Like many people, we are always taking pictures of our food in restaurants and they usually turn out quite well, even though we just use our phones. Then we come home, recreate a recipe from someplace that we’ve traveled and take photos of the dish that we’ve created. We almost always dislike the pictures of our own dishes. We have read about different techniques from using a south facing window, how to plate the dish, color contrasts, etc., but still they just don’t seem to photograph well. Obviously, we don’t expect our food to necessarily look like it was prepared by a chef, we are only home-cooks and not classically trained.
We have heard that people don’t expect photographs of food to look perfect, like those from a magazine, and that a little messy can be just fine. No one has ever complained about our food pictures, other than ourselves, but we find that we are forever trying to improve at it. Maybe we are trying too hard, perhaps we should just sit down with our dinner and take a picture with our cell phone instead of taking them with our camera.
If anyone out there has some great advice, we would love to hear it. Just like we aren’t professional cooks, we also aren’t professional photographers, so if there are some simple tips, we would love to hear it. Maybe we are just being too hard on ourselves, but want to continuously improve what we do. Do any of you struggle with taking photographs of food or anything else?
We try to have some sort of seafood every week and tilapia is a mild fish that is easy to prepare and typically inexpensive. We cooked this as a weeknight dinner because it is quick and easy, but also very tasty. Because tilapia has such a mild flavor, there are plenty of options to serving it, from sauces to cooking techniques such as baking, poaching, and pan frying. Asparagus is also very versatile, but oven roasting it is one of our favorite ways of preparing it as it gives it a robust flavor and is very easy, especially for a weeknight dinner. We’re providing the recipe that serves four people, but we did half of this recipe since it was just the two of us. Enjoy :).
1 lb Fresh Tilapia Filets
1 cup Panko or Bread Crumbs (we used Panko)
1/4 cup Milk – optional
1 cup All-Purpose Flour
1 tbsp Spanish Paprika
1 tbsp Garlic Powder
1 tsp Salt
1/2 tsp Ground Black Pepper
1 tbsp Fresh Rosemary – finely chopped
6 tbsp Extra Virgin Olive Oil
2 lb Fresh Asparagus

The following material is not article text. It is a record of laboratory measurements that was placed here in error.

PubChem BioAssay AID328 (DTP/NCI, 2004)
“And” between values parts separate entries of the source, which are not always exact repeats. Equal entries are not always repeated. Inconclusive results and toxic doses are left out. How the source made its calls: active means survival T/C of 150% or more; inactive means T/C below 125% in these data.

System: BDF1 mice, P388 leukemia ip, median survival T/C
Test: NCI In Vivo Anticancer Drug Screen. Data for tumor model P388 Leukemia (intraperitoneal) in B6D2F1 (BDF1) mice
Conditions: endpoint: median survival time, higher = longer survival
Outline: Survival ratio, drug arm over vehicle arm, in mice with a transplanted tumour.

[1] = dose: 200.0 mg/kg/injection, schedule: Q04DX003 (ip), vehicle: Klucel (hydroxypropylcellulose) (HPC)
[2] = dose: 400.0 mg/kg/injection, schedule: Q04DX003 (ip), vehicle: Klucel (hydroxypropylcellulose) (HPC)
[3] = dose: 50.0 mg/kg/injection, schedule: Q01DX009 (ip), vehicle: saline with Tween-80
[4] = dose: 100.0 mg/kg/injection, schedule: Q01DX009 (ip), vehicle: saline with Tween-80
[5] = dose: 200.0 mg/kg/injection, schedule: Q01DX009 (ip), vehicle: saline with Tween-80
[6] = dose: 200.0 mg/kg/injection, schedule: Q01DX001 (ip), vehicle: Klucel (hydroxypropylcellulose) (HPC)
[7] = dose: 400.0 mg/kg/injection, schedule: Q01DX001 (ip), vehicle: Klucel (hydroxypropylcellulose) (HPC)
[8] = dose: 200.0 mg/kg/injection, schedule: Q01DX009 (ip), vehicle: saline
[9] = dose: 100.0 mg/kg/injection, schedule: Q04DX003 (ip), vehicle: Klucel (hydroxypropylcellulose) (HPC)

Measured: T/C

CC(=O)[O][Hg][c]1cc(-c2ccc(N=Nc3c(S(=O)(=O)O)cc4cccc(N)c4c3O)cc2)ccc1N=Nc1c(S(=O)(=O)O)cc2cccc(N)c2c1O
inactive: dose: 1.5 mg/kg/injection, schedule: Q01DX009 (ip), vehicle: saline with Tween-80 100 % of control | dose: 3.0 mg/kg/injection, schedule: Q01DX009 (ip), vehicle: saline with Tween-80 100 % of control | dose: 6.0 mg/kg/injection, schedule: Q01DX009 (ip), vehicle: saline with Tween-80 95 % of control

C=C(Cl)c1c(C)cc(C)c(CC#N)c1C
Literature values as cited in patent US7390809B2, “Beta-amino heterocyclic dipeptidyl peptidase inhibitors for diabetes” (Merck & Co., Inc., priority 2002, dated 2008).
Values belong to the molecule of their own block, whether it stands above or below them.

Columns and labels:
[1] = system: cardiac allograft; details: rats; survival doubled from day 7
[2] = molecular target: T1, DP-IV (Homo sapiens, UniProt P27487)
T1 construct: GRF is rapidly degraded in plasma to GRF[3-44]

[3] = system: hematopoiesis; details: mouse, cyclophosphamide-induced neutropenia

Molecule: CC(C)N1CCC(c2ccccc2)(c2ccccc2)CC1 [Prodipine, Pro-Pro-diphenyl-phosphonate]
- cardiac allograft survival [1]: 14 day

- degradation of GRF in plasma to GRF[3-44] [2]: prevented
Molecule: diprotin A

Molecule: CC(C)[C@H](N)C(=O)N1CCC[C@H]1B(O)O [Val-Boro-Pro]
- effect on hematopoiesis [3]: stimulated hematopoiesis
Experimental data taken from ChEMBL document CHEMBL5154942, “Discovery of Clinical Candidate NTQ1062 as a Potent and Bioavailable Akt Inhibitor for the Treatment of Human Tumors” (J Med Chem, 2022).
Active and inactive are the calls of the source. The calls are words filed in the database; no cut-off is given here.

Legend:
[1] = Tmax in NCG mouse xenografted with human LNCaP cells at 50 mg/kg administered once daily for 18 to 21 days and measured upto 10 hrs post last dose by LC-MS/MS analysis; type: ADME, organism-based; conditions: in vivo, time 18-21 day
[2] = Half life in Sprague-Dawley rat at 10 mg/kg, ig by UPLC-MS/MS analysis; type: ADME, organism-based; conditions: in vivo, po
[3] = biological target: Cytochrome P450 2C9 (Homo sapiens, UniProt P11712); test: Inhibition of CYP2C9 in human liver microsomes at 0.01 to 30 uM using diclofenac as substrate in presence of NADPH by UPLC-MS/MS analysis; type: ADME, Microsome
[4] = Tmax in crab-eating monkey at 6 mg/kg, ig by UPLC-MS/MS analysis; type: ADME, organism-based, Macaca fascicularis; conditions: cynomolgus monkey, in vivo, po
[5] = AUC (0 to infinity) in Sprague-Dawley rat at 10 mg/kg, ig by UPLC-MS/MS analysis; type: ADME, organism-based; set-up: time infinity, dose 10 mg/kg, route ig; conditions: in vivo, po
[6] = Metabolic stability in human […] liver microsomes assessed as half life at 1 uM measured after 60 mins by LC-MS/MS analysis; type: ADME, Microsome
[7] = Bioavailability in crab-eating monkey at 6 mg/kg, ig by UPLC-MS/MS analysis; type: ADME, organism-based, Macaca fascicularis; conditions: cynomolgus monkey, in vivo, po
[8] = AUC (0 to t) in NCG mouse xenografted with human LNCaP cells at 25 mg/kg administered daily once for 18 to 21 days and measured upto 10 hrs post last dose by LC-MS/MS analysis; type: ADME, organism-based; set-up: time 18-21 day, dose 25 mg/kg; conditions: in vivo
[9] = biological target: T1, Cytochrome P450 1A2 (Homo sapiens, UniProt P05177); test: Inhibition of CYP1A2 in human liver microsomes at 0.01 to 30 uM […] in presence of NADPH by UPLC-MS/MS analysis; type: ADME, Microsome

Salt and Pepper to taste
Toss the asparagus with 2 tablespoons olive oil and salt and pepper to taste. Place the asparagus on a baking sheet, ensuring that they are not crowded, and put into a pre-heated oven at 350 degrees. Roast in the oven for 30 minutes or until the asparagus begin to caramelize. On plates or in shallow bowls, prepare the breading ingredients. In the first bowl, combine the flour, paprika, garlic powder, tablespoon of salt and half tablespoon of black pepper. In the second bowl, whisk together the eggs and, if desired, milk. In the third bowl, combine the Panko or bread crumbs and the rosemary. Heat 4 tablespoons of olive oil in a large frying pan over medium heat. Dredge the tilapia in the flour and then coat with the egg mixture. Finally, completely cover with the Panko and place the fish in the frying pan. Cook the fish until golden brown and thoroughly cooked, about 4 minutes per side. Squeeze some lemon juice over the fish and serve with the asparagus.
We have very specific meals that we have on special occasions and lamb is our Easter tradition. There is something about having lamb that is very emblematic of the coming of spring to us and we look forward to this meal every year. It doesn’t have to be a leg of lamb, but that is our preference when we are able to get it. Surprisingly, lamb isn’t as easy to find here in Colorado and it is often expensive, which doesn’t really make a lot of sense to us. Oven roasted red potatoes is definitely our favorite starch to serve with lamb and sautéing spinach made for a light and refreshing vegetable.
5 lb, Bone-in, Leg of Lamb
2 tbsp Extra Virgin Olive Oil
1 Garlic Clove – finely minced
1 tbsp Fresh Rosemary – chopped
Salt and Pepper to taste
1/4 cup All-Purpose Flour
1/3 cup Water
In a small bowl, combine the olive oil, garlic, rosemary, salt, and pepper. Place the lamb, fat side up, on a rack in a roasting pan. Rub the herb mixture over the top of the lamb. Pour a cup of water into the bottom of the pan. Pre-heat the oven to 425 degrees and place the lamb on the middle rack in the center of the oven. Cook for 15 minutes and then reduce the heat to 350 degrees. Continue cooking for an hour and thirty minutes (approximately 20 minutes per pound) or when an instant-read thermometer reads 155 degrees at the thickest part of the lamb, but not near the bone. Remove the lamb from the pan, cover, and set aside for 15 minutes to rest. Using red wine or water, deglaze the bottom of the roasting pan and pour the drippings into a small saucepan over medium heat. Whisk together the flour and water to make a rue. Once the pan drippings are hot, slowly whisk in the flour mixture until the gravy is at the desired consistency. Be sure to add the flour mixture when the drippings are nice and hot to avoid lumps in the gravy. If desired, roast red potatoes that have been quartered with olive oil, garlic powder, chopped rosemary, salt and pepper, in an oven at 450 degrees for 40 minutes or until golden brown. In a sauté pan, add olive oil, spinach, red pepper flakes, stone-ground mustard, salt and pepper and cook the spinach over medium-high heat until wilted. Enjoy with a nice glass of wine. 🙂